But those specials did indeed save her.
Meanwhile, she got advice from Clinton this morning: "Take some time off...take a real vacation."
Will Walters, who turns 85 this September, take this counsel? What do you think? Consider: She was just getting started at age 65, a couple of years before she even started "The View."
Who knows. She may just be getting started again.
Skepticism of course is warranted: Barbara Walters retiring? No she's not. But she says she is... then she says she's not. Last night on "Late Show with David Letterman," she and that other legend declared that they would walk off into the sunset together.... After first declaring that they had no desire to leave at all.
What's going on here? Shrinks have terms for this -- "inner conflict," is certainly one. "Lapsus linguae" may be the other -- a slip of the tongue that reveals the true inner emotions... Barbara's had those recently.
Wednesday night, watching her glide through the movable feast of power brokers in the Pool Room of the Four Seasons -- all gathered to fete this spectacular 50-year run which may or may not be coming to an end -- someone was overheard to say: "I give her three weeks."
That may be generous. I give her three days. (By the way, you may want to watch the tribute Friday at 9. It's quite good.)
Everyone says the same thing about Walters: She looks great, vital, beautiful... a Dorian Gray in a red suit who defies the clock. They also say she can't retire, anymore than Mike Wallace or Walter Cronkite could. It's not just the push and pull of a great career - which always seems to exert a magnetic pull over any avowed intention to back out, drawing them back in, over and over again... It's something much deeper: An identity bound tightly to that career, as if one cannot be separated from the other. The obvious benefits of work are one thing -- keeping active, remaining vital, doing everything you are so good at doing. But it's that deeper power the legends never have control over - the one that says they have to keep going because if they don't, they stop becoming what they were all along.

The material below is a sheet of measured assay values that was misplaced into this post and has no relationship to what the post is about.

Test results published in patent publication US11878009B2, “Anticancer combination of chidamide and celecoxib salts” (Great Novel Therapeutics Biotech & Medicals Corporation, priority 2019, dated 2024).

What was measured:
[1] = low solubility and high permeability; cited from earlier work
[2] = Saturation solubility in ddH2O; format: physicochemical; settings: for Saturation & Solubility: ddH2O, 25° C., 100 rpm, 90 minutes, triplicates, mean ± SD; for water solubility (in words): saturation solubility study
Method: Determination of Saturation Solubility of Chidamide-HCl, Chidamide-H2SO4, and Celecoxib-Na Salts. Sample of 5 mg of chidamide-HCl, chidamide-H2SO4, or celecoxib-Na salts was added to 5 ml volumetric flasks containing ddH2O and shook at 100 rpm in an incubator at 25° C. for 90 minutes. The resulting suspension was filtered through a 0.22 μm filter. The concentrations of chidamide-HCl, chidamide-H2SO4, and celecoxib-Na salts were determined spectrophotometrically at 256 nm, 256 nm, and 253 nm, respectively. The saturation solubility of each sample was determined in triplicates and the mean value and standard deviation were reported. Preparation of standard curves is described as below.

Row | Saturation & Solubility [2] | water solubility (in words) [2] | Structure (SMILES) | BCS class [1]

Johnny Carson was the only singular legend in TV history that I'm aware of who could bodily remove himself from that strangely human paradox -- though hard to say how successful he was because he died a mere ten years after leaving "Tonight": A recluse in a Malibu compound who swung a tennis racket and had no wistful glance back to the glory days... Or so one is lead to believe. We are all still waiting for the Bill Zehme biography.
But Barbara's different. Wednesday night was Her Crowd: Oprah, David Geffen, Woody Allen and every other luminary you could care to think of, all elbow-to-elbow in a packed room that parted only when the queen moved through. She looked happy, and sad; in the moment and also wistful. She made jokes because jokes are always a nice way to diffuse complex emotions: "At least now I have time for Botox. But since I'm not going to be on TV anymore, I don't need the Botox."
She explained (redundantly): "I don't know how to say goodbye. So I won't, and instead say, 'à bientôt...'"
That means "see you later." Or to quote that overquoted Hallmark-like saying, "A good-bye is never painful unless you're never going to say hello again."
After a 17-year run, Barbara Walters will step down from co-hosting duties on "The View" on May 16, but she stopped short -- far short -- of saying she was "retiring."
In fact, ABC News said Walters, 84, would remain with the network "for life," occasionally handling news assignments when warranted. She will remain on "The View" as executive producer with Bill Geddie, with whom she created...Read more »